Injury Update: Proximal Hamstring Tendinopathy

Overcoming Proximal Hamstring Tendinopathy: A Comprehensive Guide

Welcome to another episode of the Run Smarter podcast, where we provide valuable insights to help you overcome proximal hamstring tendinopathy (PHT). I’m Brodie Sharp, an online physiotherapist, recreational athlete, and creator of the Run Smarter series. In this episode, we’ll delve into the latest updates on PHT, discussing recent revelations and insights into this condition, and sharing effective evidence-based treatments.

Understanding Proximal Hamstring Tendinopathy

Before we dive into the updates, let’s briefly discuss what PHT is. In PHT, the attachment of the hamstring to the sitting bone becomes irritated, leading to symptoms like tightness in the high hamstring, a dull ache in the glutes, and sometimes pain when sitting or engaging in activities like speed work, hills, or cycling. If left untreated, PHT can become chronic and significantly impact daily life.

Injury Update Episodes

In our effort to provide the most up-to-date information on running-related conditions, we recently conducted a poll in the Run Smarter Facebook group to determine which conditions our listeners wanted to learn more about through injury update episodes. PHT emerged as the top choice, even though we have a dedicated podcast for it.

If you’re looking for a deep dive into PHT with 70 episodes on treating, managing, and preventing it, you can visit the “Overcoming PHT” podcast. I apologize for not including PHT as an option in the poll initially, but I’m excited to provide valuable insights in this episode.

Key Insights from Previous Episodes

In previous episodes, we’ve discussed valuable insights from experts and my personal experiences with PHT. Let’s recap some of the key takeaways:

Tip 1: Addressing Compression

Addressing compression of the tendon is crucial in PHT management. Avoid compressive movements and exercises that aggravate the tendon initially, but gradually reintroduce compression as the tendon adapts and becomes more tolerant. Remember, some individuals mistakenly avoid sitting or stretching altogether, which can hinder recovery.

Tip 2: Exercise Choice

Choose your exercises wisely and avoid overloading the tendon. Gradually progress through acceptable loads and ensure you’re interpreting symptoms correctly. Some people make the mistake of doing exercises that are too challenging, leading to flare-ups.

Tip 3: Dosage

Consider the dosage of your exercises, including sets, reps, weights, and frequency. Recovery times vary among individuals due to factors like gender, age, and hormonal changes, so finding the right balance for your specific case is essential.

Tip 4: Realistic Expectations

Recovery from PHT is not linear, and progress may involve fluctuations. Expect that it may take at least 12 weeks of consistent rehab to see significant results. In chronic cases, recovery may extend beyond six months.

Tip 5: Belief in Recovery

Don’t let negative stories on social media platforms deter your optimism. Each person’s recovery journey is unique, and many factors can influence outcomes. Stay positive and recognize your individuality in the recovery process.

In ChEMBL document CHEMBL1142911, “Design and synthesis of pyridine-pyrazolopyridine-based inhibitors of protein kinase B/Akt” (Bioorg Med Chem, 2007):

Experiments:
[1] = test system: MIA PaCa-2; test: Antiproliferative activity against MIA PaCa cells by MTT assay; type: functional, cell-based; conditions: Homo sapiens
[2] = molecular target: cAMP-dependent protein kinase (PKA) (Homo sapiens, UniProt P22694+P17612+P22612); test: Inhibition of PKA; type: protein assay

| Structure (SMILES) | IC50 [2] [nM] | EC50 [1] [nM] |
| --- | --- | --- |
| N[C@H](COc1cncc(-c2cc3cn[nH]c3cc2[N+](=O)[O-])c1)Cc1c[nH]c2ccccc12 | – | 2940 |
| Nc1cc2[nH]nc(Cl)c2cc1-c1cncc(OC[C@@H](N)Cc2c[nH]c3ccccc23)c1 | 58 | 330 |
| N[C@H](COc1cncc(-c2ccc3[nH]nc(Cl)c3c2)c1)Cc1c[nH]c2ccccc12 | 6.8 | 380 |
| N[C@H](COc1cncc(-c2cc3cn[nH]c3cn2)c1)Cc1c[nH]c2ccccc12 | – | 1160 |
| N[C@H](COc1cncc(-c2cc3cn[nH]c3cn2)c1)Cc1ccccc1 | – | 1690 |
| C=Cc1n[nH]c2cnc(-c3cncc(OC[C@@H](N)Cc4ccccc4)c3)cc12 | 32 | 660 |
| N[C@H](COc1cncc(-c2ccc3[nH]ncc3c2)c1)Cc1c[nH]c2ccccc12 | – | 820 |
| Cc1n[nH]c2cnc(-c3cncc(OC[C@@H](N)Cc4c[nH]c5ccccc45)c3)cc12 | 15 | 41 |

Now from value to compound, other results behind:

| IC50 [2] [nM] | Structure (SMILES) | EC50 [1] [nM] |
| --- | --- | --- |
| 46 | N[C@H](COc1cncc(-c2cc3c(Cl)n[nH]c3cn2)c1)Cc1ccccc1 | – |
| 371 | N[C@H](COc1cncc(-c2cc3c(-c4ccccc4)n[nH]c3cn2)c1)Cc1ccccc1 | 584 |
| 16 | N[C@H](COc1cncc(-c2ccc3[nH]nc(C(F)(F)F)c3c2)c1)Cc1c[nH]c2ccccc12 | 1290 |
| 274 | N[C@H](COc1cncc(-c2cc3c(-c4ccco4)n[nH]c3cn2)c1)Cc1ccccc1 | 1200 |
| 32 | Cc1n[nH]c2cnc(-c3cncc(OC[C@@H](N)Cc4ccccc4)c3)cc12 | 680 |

Recent Insights and Updates

Now, let’s explore some recent insights and updates on PHT:

Tip 1: Structured Weekly Routine

Consider managing your weekly routine based on a structured plan rather than fixed strength days, rest days, or run days. This approach allows you to adjust the intensity of strength and rehab sessions, promoting better recovery and adaptation.

Tip 2: Progression from Bridges

While bridges can be beneficial, don’t get stuck in the bridge phase for months. Gradually transition to more advanced exercises like deadlifts, weighted step-ups, and hamstring curls to provide your tendons with a greater challenge and promote recovery.

Tip 3: Introduction to Running and Speed

When reintroducing running and speed work, start with a structured plan. After achieving 40 minutes of continuous, pain-free running, progress to strides, then short intervals, and finally, hills. Ensure that each step is gradual and carefully monitored to prevent setbacks.

Tip 4: Resistance Exercises into Hip Extension

If resisted hip extension exercises are painful, they may hold the key to improving hip function. Begin with a comfortable level of resistance and gradually increase it over time. Adjust the range of movement to find a pain-free starting point and progress from there.

Tip 5: Double Leg Deadlifts

Double leg deadlifts are essential for developing strength and stability. Don’t abandon them in favor of single leg deadlifts, as double leg exercises provide more support and allow for heavier loads. Incorporate single leg exercises as needed but prioritize double leg deadlifts for strength gains.

By following these insights and tips, you can empower yourself to effectively manage and overcome proximal hamstring tendinopathy. Remember that everyone’s journey is unique, and a tailored approach to rehab is key to success.

If you’re a runner seeking additional resources and information on overcoming PHT, be sure to check out the Run Smarter podcast. Knowledge is power, and with the right strategies and guidance, you can overcome PHT and achieve your running goals.